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Malaysian experts: Why iPhone X’s Face ID may have just solved the ‘security friction’ problem

AvantiKumar | Sept. 25, 2017
Following Apple’s iPhone X reveal, Computerworld Malaysia asks CyberSecurity Malaysia, IDC, and three digital forensics investigators to probe security and privacy concerns raised by facial recognition systems.

"This is an unfortunate situation that happens in most corporate environments, which is why multi factor and especially biometric (fingerprint or facial) adoption helps ease and simplify security," he said.

"And [security] is a tough challenge for IT departments - because we are up against the resistance of the human mind, which is perhaps the most difficult to tackle among all other cyber security challenges," said Rajagopal.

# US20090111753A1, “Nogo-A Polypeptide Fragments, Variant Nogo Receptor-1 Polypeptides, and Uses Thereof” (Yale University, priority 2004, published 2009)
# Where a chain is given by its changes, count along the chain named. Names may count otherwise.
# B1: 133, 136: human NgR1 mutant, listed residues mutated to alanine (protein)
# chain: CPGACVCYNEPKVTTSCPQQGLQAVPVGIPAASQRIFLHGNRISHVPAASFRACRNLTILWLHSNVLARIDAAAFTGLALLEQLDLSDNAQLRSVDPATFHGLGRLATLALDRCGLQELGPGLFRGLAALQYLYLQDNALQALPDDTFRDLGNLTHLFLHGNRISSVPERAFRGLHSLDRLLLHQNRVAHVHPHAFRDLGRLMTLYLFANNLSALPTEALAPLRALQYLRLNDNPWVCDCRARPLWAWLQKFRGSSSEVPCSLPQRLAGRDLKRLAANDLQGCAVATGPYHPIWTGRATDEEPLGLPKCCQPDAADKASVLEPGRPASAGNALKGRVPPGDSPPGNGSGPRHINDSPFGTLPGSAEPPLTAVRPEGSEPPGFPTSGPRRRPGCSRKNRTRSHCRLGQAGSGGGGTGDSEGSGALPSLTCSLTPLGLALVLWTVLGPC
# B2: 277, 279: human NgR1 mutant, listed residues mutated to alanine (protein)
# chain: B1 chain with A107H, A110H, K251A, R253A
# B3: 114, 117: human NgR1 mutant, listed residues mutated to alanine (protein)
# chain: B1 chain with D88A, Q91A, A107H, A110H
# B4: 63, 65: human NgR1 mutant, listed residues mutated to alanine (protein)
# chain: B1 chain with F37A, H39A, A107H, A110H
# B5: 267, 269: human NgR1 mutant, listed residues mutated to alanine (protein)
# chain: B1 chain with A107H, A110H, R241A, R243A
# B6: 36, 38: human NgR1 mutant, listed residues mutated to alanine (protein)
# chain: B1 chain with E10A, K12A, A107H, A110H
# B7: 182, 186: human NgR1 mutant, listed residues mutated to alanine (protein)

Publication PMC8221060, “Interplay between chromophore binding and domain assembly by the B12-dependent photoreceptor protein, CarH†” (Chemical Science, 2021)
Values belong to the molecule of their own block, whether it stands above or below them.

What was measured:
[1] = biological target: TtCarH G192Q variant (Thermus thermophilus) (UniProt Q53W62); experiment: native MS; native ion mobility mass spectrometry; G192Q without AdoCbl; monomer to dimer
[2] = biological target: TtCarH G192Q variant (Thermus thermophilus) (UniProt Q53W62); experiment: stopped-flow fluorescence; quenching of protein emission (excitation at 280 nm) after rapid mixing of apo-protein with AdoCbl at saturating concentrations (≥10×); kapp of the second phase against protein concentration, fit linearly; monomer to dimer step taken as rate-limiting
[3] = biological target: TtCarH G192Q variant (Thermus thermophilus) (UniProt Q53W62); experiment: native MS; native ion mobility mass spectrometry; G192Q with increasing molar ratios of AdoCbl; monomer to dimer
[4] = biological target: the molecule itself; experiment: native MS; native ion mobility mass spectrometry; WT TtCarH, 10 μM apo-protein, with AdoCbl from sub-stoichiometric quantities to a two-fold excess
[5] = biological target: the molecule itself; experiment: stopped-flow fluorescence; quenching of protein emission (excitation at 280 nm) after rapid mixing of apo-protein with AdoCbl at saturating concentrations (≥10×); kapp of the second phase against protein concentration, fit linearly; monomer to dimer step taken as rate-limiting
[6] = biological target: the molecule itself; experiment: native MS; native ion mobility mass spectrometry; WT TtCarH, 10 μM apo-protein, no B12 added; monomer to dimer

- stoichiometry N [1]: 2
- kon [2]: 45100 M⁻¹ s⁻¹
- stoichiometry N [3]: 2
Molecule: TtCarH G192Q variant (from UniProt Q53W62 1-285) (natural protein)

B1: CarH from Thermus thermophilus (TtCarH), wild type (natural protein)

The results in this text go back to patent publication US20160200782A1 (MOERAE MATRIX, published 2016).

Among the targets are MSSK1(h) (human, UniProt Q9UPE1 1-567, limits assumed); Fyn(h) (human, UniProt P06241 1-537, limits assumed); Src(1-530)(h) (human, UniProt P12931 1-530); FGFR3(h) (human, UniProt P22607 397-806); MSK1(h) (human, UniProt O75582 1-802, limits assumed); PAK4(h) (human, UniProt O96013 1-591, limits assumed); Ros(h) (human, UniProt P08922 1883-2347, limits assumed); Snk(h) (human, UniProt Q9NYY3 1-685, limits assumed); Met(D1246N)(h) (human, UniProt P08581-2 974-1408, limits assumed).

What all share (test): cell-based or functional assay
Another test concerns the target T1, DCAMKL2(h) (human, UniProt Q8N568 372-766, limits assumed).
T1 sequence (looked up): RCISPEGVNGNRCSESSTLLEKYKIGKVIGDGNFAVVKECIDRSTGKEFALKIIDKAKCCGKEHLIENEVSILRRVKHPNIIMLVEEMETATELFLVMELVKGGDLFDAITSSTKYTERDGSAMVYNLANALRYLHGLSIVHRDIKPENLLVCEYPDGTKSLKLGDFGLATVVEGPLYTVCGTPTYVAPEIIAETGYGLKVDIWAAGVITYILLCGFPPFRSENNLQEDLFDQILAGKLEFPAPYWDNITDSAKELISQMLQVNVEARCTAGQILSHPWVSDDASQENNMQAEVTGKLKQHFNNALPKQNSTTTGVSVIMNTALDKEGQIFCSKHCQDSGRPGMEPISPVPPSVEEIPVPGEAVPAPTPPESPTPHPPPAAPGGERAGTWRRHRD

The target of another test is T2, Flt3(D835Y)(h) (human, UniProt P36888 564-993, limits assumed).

"If we look at the variety of mobile devices:  we can sort them into different categories of authentication evolution over the last few years:

  • No PIN - free and easy is how they like it;
  • Simple Pin Code - Whether it was a 4 digit or a 6 digit, there were still groups of people that felt 1234 or 123456 was the most secure option for this;
  • Touch ID ( Fingerprint ) - Released by Apple about four years ago, but security researchers have been hacking or bypassing fingerprint recognition for the last 15 years!
  • and now Face ID (Apple's facial recognition system)."

"Face ID is also nteresting because I think it is a serious attempt by Apple to reduce the security friction between the user and the device," he said. "The key here is to make it as seamless as possible for someone to secure authenticate with their device yet remaining secure."

"With iPhone X, Apple claims a 1 in 1,000,000 error ratio, which is much higher than fingerprints (Touch ID), which is 1 in 50,000," said Rajagopal, adding that governments can help educate citizens to use mobile devices more securely.

Jensen Ooi Senior Market Analyst, Client Devices, IDC Asia Pacific